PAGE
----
Introduction: Cardiovascular disease (CVD) affects approximately 30% of patients with diabetes mellitus type 2 (T2D) and leads to increased morbidity, decreased survival and increased healthcare utilization. The aim of this study was to estimate the impact of treating these patients with the sodium-glucose cotransporter 2 (SGLT2) inhibitor empagliflozin on survival and healthcare utilization.
Methods: Actual survival and healthcare utilization data from a 5-year retrospective cohort study on patients with T2D and CVD in the Region of Östergötland, Sweden were used as a starting point. Actual data were adjusted in accordance with risk reductions for mortality and CV events related to empagliflozin treatment as reported in the EMPA-REG OUTCOME study.
Results: Applying the risk reductions related to empagliflozin treatment on the cohort of patients with T2D and CVD in Östergötland resulted in an increase in 5-year survival of 96 days per patient and reduced costs for healthcare and drugs other than empagliflozin. Including the cost of empagliflozin, treatment led to an increased net cost per patient of approximately SEK 18,000 over 5 years.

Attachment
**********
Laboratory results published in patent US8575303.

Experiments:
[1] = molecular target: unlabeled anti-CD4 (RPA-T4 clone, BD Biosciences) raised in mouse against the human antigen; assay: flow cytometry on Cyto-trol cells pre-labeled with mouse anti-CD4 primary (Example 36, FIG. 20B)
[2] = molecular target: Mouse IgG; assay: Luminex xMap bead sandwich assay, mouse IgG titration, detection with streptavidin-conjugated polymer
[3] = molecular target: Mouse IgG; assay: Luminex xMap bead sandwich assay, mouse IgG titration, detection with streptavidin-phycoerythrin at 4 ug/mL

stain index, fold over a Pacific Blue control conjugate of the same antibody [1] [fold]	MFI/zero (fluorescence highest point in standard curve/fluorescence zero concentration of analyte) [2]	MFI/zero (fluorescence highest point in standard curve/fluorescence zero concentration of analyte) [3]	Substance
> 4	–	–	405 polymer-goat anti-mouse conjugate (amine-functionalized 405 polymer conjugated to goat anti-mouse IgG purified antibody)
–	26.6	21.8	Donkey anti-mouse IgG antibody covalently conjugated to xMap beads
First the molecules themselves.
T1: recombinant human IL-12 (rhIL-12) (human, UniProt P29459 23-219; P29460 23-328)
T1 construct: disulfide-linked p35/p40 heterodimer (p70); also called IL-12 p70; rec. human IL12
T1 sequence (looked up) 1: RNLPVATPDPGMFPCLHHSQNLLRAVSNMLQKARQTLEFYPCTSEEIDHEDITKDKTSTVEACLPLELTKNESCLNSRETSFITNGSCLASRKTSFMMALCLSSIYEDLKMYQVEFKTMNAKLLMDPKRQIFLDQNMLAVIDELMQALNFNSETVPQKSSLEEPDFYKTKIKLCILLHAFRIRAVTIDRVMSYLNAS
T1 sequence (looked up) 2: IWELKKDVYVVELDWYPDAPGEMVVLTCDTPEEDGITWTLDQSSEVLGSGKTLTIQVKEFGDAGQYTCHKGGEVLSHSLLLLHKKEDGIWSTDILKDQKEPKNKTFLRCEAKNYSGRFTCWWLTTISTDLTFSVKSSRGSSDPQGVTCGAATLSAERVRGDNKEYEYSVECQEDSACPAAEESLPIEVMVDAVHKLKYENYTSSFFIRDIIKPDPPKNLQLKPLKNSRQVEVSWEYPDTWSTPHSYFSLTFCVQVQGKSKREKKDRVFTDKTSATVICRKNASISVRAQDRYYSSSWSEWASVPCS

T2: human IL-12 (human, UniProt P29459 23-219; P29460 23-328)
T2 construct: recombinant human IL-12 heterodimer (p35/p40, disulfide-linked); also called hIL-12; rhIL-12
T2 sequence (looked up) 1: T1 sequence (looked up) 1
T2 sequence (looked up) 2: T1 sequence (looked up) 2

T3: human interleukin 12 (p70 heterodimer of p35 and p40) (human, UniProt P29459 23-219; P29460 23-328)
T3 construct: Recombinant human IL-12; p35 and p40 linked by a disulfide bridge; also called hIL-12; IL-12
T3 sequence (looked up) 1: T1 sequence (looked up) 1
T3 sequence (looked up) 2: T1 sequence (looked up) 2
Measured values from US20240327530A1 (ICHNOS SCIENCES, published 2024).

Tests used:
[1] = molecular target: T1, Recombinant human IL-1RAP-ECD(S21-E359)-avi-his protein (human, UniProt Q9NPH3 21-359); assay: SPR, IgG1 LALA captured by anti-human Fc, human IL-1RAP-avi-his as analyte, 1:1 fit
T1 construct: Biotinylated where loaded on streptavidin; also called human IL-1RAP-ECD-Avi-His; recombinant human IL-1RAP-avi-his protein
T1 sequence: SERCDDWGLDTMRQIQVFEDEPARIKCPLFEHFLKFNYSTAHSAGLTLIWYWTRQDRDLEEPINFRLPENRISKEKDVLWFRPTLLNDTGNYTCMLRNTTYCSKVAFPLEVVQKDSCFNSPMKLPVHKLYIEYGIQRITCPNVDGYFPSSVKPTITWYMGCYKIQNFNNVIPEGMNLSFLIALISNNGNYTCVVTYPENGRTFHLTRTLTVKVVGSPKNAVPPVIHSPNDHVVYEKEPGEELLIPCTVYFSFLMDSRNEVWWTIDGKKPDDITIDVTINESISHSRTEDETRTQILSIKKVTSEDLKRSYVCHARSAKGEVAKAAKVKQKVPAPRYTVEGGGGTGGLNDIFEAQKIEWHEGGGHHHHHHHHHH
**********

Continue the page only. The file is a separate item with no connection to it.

Conclusion: Empagliflozin treatment would reduce mortality and healthcare utilization in the patient group. The treatment strategy should be considered cost-effective, supporting a broad implementation of empagliflozin for patients with T2D and established CVD, in line with current national and international guidelines.
Keywords: Cardiovascular disease; Disease burden; Healthcare costs; Mortality; Pharmaceutical treatment; Register study; SGLT2 inhibitors; Type 2 diabetes.